…complete with altered states, free love, and millenarian ideals. In this piece, Victorian Gothic discusses “The Lighter Side of Victorian Spiritualism”:
“One important and often overlooked aspect of Victorian mediumship is that it could be enormous fun,” says Alex Owen in The Darkened Room: Women, Power and Spiritualism in Late Victorian England. This is the picture that emerges when one looks particularly at the “star mediums” of the 1870′s, who were known for performing theatrical, full-body materializations for eager audiences.
In a dim seance room, the medium would enter a closed cabinet wherein she would tap the mysterious psychical forces that would allow her to manifest one of her spirit familiars. This familiar would then emerge to from behind the curtain to entertain the assembled sitters. Each medium had her own repertoire of otherworldly entitles at her command, each with his or her own distinct personality, speech patterns, favored tricks and antics. They could be gallant, flirtatious, aggressive, or playful, as suited them.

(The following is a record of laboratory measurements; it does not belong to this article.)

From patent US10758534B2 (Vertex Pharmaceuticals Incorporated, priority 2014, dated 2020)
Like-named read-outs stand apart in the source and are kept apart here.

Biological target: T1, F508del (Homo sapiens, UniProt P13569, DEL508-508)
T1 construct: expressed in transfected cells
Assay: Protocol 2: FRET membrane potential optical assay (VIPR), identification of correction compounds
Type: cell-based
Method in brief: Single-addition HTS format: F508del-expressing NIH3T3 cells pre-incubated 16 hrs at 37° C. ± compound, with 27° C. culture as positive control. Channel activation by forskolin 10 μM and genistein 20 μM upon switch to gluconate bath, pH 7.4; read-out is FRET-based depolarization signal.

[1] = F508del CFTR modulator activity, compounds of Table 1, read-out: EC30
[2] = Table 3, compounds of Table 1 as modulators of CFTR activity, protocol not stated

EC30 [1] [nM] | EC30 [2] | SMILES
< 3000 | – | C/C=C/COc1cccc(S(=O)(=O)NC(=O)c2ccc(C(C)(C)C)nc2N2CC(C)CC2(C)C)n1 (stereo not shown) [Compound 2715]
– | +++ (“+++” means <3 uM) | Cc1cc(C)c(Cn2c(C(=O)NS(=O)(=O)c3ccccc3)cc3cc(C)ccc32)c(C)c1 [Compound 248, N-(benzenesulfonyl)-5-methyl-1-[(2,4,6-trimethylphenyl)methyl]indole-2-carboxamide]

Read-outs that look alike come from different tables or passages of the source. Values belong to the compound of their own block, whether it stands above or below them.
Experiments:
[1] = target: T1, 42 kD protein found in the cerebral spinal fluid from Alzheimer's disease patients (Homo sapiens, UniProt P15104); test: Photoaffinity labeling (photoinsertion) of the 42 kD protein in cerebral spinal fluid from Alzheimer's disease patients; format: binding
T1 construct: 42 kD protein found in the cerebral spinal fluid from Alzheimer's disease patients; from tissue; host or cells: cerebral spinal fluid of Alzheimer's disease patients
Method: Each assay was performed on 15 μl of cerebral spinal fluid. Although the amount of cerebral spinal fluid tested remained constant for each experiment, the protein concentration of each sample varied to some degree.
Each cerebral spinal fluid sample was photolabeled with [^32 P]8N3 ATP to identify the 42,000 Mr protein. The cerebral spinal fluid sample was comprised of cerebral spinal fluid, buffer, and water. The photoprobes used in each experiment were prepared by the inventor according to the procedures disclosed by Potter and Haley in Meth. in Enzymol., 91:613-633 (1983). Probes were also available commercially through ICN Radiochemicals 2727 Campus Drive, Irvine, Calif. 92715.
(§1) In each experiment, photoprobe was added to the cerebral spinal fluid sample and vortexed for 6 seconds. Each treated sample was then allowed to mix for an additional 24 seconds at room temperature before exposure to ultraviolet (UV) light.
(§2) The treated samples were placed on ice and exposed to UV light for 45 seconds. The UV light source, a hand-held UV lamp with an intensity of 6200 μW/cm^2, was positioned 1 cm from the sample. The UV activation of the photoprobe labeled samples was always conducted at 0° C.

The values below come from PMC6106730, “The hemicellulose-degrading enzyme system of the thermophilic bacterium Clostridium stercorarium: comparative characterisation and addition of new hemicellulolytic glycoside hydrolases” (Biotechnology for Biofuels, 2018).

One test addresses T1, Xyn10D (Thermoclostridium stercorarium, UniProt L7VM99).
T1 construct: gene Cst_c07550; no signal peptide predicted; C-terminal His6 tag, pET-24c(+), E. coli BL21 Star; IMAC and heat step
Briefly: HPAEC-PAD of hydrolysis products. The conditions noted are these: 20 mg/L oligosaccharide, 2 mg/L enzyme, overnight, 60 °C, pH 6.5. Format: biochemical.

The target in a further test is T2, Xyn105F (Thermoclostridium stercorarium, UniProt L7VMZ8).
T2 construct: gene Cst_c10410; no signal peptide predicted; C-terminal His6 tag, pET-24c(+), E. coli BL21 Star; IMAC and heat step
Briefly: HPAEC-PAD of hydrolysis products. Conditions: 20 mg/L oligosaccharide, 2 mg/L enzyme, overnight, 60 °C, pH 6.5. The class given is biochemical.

Florence Cook’s child spirit Pocha “stole money and trinkets from the sitters, climbed on the laps of gentlemen, stroked their whiskers, and allowed herself to be kissed and cuddled.” Annie Fairlamb’s male familiar Sam repeatedly boxed a sitter on the side of the head until the man guessed his name right. Elizabeth d’Esperance manifested Yolande, a sensual, oriental girl who kissed and caressed her sitters, and made gifts of exotic flowers that she materialized into the room.
These encounters often took on highly sexual overtones. Clad in loose-fitting garments, liberated from extraneous corsets and underwear, spirits sometimes invited sitters to explore their corporeal forms and prove to themselves just how very real they were. Florence Cook was famously purported to have carried on an affair with one of her investigators, whom she allowed to enter the materialization cabinet with her. The seance room was a liminal space where participants were afford greater license to transgress the ordinary norms of Victorian society.
[More at Victorian Gothic]
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